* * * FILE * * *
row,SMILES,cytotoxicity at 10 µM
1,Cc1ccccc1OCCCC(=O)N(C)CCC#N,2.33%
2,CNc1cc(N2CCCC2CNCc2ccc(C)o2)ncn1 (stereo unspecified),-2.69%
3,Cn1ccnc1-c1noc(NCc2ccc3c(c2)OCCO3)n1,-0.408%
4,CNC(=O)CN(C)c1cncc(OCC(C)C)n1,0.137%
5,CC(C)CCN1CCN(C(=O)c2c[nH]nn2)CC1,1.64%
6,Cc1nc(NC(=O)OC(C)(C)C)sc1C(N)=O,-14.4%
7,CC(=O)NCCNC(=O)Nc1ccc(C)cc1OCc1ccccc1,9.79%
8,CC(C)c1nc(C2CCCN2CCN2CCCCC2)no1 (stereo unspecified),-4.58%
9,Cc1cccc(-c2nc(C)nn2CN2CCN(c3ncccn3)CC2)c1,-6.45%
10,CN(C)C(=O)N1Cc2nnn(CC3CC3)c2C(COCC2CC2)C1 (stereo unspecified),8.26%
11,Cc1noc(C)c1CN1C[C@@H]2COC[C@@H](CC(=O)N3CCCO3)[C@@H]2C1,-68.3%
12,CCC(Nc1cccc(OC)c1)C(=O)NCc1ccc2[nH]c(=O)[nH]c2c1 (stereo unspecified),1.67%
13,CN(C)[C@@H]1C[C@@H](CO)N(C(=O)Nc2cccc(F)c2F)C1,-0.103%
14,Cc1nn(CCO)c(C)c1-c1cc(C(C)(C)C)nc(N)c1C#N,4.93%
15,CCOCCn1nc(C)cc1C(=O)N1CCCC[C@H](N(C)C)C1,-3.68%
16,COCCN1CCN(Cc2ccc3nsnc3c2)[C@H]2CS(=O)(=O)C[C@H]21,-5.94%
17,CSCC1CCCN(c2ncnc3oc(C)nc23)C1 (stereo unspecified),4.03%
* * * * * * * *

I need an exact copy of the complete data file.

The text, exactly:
row,SMILES,cytotoxicity at 10 µM
1,Cc1ccccc1OCCCC(=O)N(C)CCC#N,2.33%
2,CNc1cc(N2CCCC2CNCc2ccc(C)o2)ncn1 (stereo unspecified),-2.69%
3,Cn1ccnc1-c1noc(NCc2ccc3c(c2)OCCO3)n1,-0.408%
4,CNC(=O)CN(C)c1cncc(OCC(C)C)n1,0.137%
5,CC(C)CCN1CCN(C(=O)c2c[nH]nn2)CC1,1.64%
6,Cc1nc(NC(=O)OC(C)(C)C)sc1C(N)=O,-14.4%
7,CC(=O)NCCNC(=O)Nc1ccc(C)cc1OCc1ccccc1,9.79%
8,CC(C)c1nc(C2CCCN2CCN2CCCCC2)no1 (stereo unspecified),-4.58%
9,Cc1cccc(-c2nc(C)nn2CN2CCN(c3ncccn3)CC2)c1,-6.45%
10,CN(C)C(=O)N1Cc2nnn(CC3CC3)c2C(COCC2CC2)C1 (stereo unspecified),8.26%
11,Cc1noc(C)c1CN1C[C@@H]2COC[C@@H](CC(=O)N3CCCO3)[C@@H]2C1,-68.3%
12,CCC(Nc1cccc(OC)c1)C(=O)NCc1ccc2[nH]c(=O)[nH]c2c1 (stereo unspecified),1.67%
13,CN(C)[C@@H]1C[C@@H](CO)N(C(=O)Nc2cccc(F)c2F)C1,-0.103%
14,Cc1nn(CCO)c(C)c1-c1cc(C(C)(C)C)nc(N)c1C#N,4.93%
15,CCOCCn1nc(C)cc1C(=O)N1CCCC[C@H](N(C)C)C1,-3.68%
16,COCCN1CCN(Cc2ccc3nsnc3c2)[C@H]2CS(=O)(=O)C[C@H]21,-5.94%
17,CSCC1CCCN(c2ncnc3oc(C)nc23)C1 (stereo unspecified),4.03%